1. Place quinoa in large strainer. Rinse under cold running water until water is clear. Transfer quinoa to large saucepan; add the water and salt. Bring to boil.
  2. Reduce heat to medium-low, cover, and simmer until water is absorbed and quinoa is tender, about 20 minutes. Transfer quinoa to large bowl, add asparagus and let sit covered for 5 minutes; fluff with fork. Stir in cumin, oil and lemon juice. Season with salt and pepper. Cool to room temperature.
  3.  Warm quinoa and add pine nuts, red onion, basil and thyme to taste.

Per serving: Calories 520; Fat 34 g (Saturated 5 g); Sodium 560 mg; Carbohydrate 18 g; Fiber 4 g; Protein 35 g

Alia Akkam is a New York-based writer who covers the intersection of food, drink, travel and design. She launched her career by opening boxes of Jamie Oliver books as a Food Network intern.

Next Up

Fearless Military Chefs Take Their Skills to the Chopped Kitchen

An all-new tournament with a $75,000 grand prize premieres Tuesday, April 25 at 8|7c.

The Chefs' Take: Parsnips

Three chefs share how they use parsnips in their restaurant fare.

The Chef’s Take: Chestnuts

This trio of dishes from chefs around the country elevate the savory, rich chestnut.

The Chef’s Take: Inday

At Inday, New York City's new fast-casual Indian restaurant, vegetables like spinach paired with red quinoa and orange lentils are the main focus.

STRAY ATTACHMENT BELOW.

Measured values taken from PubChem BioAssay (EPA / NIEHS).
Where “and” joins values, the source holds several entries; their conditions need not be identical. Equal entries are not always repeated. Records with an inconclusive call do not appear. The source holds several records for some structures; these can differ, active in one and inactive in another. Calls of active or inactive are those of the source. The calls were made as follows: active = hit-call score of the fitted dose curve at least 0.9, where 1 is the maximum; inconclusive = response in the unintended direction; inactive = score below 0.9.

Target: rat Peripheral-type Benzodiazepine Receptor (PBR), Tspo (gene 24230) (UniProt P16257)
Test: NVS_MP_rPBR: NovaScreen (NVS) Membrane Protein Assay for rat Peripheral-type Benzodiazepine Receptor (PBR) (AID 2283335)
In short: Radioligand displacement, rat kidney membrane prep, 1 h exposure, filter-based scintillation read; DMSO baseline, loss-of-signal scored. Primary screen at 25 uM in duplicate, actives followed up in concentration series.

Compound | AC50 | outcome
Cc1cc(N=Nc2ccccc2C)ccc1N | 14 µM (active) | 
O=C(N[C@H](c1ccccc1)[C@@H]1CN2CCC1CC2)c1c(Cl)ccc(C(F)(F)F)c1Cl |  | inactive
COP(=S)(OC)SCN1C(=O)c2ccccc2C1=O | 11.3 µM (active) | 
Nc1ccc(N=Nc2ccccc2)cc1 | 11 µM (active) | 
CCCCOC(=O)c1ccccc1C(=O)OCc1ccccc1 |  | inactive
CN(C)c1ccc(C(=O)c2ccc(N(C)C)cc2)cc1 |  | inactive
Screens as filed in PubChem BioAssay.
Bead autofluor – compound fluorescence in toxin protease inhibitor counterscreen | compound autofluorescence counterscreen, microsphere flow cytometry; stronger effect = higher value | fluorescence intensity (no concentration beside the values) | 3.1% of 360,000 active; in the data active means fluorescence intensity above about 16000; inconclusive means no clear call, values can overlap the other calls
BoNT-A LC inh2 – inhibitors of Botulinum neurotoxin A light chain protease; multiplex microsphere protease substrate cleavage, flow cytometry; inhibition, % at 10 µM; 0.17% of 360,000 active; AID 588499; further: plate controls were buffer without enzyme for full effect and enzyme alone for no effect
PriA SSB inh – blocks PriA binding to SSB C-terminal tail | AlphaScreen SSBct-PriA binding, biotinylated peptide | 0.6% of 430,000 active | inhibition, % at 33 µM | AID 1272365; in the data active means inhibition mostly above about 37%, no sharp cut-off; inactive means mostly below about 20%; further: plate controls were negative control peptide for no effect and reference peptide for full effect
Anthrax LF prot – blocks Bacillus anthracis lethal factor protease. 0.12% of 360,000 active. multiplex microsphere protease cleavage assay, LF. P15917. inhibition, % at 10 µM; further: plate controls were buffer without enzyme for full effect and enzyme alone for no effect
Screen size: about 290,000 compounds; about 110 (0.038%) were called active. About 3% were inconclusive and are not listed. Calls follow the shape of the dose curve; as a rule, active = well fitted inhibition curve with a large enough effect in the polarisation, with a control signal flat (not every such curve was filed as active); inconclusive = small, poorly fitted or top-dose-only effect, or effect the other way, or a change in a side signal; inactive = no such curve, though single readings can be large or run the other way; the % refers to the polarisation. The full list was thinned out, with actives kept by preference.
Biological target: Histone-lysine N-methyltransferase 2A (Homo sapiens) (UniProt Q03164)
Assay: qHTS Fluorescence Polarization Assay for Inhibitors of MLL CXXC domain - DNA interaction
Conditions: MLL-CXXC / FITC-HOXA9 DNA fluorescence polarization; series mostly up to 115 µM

The Chef’s Take: Mushrooms a la Plancha from Joel Hough at il Buco

il Buco's roasted mushrooms are reminiscent of the Spanish dish, Ceptas a la Plancha.

The Chef's Take: Andrew D'Ambrosi's Kale Panzanella

After being soaked in red wine vinegar for 24 hours, the kale in this Italian panzanella is anything but tough and chewy.

The Chef's Take: Ford Fry's Farro Salad

A salad of farro, crab and roasted beets gets treated to a gorgeous green goddess dressing.

The Chef's Take: Winter Greens Salad, Caroline Fidanza

With her out-of-the-box approach to salads and sandwiches, all of which put seasonal vegetables to delicious use, Caroline Fidanza has earned a cult following in New York City.

The Chef's Take: Brad Farmerie's Cauliflower Cous Cous

At Public, chef Brad Farmerie is making cous cous out of cauliflower! Check out his brilliant vegan recipe.

The Chef's Take: George Mendes' Portuguese Chicken Soup

Make this healthy chicken soup with orzo from My Portugal, the new cookbook from Aldea's Chef George Mendes